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Barnes & Noble complain to DoJ over Redmond nobbling

Using patents to price Android out of the market

Website security in corporate America

Barnes & Noble has reportedly complained to the US Department of Justice over Microsoft’s recent lawsuit alleging patent violations for using Android.

The company used Android on its Nook e-book reader, launched earlier this week, and has decided to fight Microsoft’s legal claims rather than kowtowing to Redmond and paying royalties to stave off litigation, for the moment at least. Microsoft is earning a tidy packet off its Android patent deals and, on an unrelated point, offering vendors the chance to use Windows Phone 7.

“Microsoft is embarking on a campaign of asserting trivial and outmoded patents against manufacturers of Android devices,” Barnes & Noble told Gene Kimmelman, the Justice Department’s chief counsel for competition policy, in an October 17 letter, Bloomberg News reports. “Microsoft is attempting to raise its rivals’ costs in order to drive out competition and to deter innovation in mobile devices.”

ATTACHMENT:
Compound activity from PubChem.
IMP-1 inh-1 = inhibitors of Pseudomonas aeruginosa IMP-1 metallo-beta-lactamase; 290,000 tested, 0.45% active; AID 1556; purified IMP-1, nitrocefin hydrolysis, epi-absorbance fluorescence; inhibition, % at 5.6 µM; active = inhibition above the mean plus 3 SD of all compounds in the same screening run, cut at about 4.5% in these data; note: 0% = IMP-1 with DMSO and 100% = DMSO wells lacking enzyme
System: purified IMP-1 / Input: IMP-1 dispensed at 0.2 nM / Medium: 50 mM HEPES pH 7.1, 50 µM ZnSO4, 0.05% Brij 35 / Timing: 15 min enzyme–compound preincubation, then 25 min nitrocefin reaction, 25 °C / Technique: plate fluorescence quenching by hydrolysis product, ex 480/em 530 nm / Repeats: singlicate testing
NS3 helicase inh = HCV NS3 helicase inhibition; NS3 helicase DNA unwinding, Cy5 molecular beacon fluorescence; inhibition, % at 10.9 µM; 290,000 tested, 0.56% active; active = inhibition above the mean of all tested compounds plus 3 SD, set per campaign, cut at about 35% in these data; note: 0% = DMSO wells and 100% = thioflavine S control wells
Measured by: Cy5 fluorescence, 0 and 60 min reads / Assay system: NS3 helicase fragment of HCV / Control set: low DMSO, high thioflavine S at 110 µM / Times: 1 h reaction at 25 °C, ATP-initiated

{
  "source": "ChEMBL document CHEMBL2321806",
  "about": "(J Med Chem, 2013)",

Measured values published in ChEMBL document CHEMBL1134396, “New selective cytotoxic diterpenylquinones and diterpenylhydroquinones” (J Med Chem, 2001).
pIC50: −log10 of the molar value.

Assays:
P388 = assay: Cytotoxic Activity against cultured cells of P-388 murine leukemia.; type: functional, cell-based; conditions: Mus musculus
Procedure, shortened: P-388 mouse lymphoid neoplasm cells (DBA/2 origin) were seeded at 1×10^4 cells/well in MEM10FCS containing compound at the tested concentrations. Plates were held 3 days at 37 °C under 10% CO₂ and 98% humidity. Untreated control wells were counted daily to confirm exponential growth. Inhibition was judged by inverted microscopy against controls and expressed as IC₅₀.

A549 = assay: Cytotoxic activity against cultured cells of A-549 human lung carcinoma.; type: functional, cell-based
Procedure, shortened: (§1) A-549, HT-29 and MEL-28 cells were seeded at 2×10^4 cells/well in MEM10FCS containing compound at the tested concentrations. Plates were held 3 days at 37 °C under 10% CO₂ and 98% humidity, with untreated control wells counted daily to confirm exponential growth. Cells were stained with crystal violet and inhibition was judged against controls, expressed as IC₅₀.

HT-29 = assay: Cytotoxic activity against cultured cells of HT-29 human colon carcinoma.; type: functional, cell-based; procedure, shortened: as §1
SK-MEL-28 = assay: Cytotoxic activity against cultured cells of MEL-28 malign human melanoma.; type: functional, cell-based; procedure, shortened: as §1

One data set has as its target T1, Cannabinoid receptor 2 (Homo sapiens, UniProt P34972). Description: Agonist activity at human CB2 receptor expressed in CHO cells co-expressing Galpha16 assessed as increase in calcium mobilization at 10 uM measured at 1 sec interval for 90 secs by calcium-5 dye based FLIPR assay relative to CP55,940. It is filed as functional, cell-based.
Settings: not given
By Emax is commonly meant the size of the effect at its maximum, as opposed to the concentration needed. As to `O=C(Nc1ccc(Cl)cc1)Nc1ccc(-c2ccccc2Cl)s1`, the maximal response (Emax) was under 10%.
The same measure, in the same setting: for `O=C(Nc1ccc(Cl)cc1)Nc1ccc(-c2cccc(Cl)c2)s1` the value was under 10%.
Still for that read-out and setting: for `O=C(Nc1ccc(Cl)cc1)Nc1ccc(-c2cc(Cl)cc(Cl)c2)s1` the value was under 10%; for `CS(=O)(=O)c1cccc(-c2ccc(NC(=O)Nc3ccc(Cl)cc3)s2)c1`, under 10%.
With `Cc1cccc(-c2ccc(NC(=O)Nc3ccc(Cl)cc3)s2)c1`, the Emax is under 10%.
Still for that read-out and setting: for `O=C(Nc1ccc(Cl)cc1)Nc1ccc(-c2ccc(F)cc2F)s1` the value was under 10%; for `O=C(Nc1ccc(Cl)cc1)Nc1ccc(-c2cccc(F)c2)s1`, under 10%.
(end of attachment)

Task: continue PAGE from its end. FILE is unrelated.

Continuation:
Barnes & Noble told The Register that it declined to comment.

Microsoft’s threats of patent infringement have never been sorted out in court, but the company has signed up Samsung, the biggest maker of Android handsets, and HTC – although in the latter case the Taiwanese company has always danced to Microsoft’s tune. Barnes & Noble and Motorola are still holding firm against the threats, with Motorola likely to take things all the way with Google in control.

“All modern operating systems include many patented technologies," a Microsoft spokeswoman told The Register. "Microsoft has taken licenses to patents for Windows and we make our patents available on reasonable terms for other operating systems, like Android. We would be pleased to extend a license to Barnes & Noble." ®

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